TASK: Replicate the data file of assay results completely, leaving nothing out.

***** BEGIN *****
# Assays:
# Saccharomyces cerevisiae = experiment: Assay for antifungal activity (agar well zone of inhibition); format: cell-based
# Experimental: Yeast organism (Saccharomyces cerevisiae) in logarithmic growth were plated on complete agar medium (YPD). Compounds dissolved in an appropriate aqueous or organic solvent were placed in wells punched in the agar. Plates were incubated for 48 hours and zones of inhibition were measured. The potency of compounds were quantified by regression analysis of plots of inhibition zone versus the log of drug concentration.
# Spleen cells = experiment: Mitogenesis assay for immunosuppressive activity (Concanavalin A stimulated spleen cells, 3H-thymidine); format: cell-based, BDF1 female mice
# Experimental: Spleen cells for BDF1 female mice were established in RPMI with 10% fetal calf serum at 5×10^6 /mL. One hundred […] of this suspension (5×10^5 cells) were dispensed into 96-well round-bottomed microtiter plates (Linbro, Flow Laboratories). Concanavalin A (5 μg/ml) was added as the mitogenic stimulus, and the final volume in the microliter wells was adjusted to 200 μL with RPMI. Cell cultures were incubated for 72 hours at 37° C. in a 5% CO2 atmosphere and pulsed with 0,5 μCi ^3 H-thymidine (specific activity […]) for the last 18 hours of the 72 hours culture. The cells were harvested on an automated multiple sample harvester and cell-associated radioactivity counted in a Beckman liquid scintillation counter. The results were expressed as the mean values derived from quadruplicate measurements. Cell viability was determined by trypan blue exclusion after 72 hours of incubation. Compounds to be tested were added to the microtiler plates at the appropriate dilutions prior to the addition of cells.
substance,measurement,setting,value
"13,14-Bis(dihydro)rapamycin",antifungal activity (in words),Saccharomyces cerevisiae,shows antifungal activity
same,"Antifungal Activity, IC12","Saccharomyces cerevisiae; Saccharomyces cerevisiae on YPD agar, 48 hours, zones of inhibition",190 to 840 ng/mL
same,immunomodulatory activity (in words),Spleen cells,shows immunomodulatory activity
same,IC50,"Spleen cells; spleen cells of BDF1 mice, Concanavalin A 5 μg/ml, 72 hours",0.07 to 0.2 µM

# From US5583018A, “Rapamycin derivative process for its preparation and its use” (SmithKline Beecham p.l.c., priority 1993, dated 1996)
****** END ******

# Assays:
# Saccharomyces cerevisiae = experiment: Assay for antifungal activity (agar well zone of inhibition); format: cell-based
# Experimental: Yeast organism (Saccharomyces cerevisiae) in logarithmic growth were plated on complete agar medium (YPD). Compounds dissolved in an appropriate aqueous or organic solvent were placed in wells punched in the agar. Plates were incubated for 48 hours and zones of inhibition were measured. The potency of compounds were quantified by regression analysis of plots of inhibition zone versus the log of drug concentration.
# Spleen cells = experiment: Mitogenesis assay for immunosuppressive activity (Concanavalin A stimulated spleen cells, 3H-thymidine); format: cell-based, BDF1 female mice
# Experimental: Spleen cells for BDF1 female mice were established in RPMI with 10% fetal calf serum at 5×10^6 /mL. One hundred […] of this suspension (5×10^5 cells) were dispensed into 96-well round-bottomed microtiter plates (Linbro, Flow Laboratories). Concanavalin A (5 μg/ml) was added as the mitogenic stimulus, and the final volume in the microliter wells was adjusted to 200 μL with RPMI. Cell cultures were incubated for 72 hours at 37° C. in a 5% CO2 atmosphere and pulsed with 0,5 μCi ^3 H-thymidine (specific activity […]) for the last 18 hours of the 72 hours culture. The cells were harvested on an automated multiple sample harvester and cell-associated radioactivity counted in a Beckman liquid scintillation counter. The results were expressed as the mean values derived from quadruplicate measurements. Cell viability was determined by trypan blue exclusion after 72 hours of incubation. Compounds to be tested were added to the microtiler plates at the appropriate dilutions prior to the addition of cells.
substance,measurement,setting,value
"13,14-Bis(dihydro)rapamycin",antifungal activity (in words),Saccharomyces cerevisiae,shows antifungal activity
same,"Antifungal Activity, IC12","Saccharomyces cerevisiae; Saccharomyces cerevisiae on YPD agar, 48 hours, zones of inhibition",190 to 840 ng/mL
same,immunomodulatory activity (in words),Spleen cells,shows immunomodulatory activity
same,IC50,"Spleen cells; spleen cells of BDF1 mice, Concanavalin A 5 μg/ml, 72 hours",0.07 to 0.2 µM

# From US5583018A, “Rapamycin derivative process for its preparation and its use” (SmithKline Beecham p.l.c., priority 1993, dated 1996)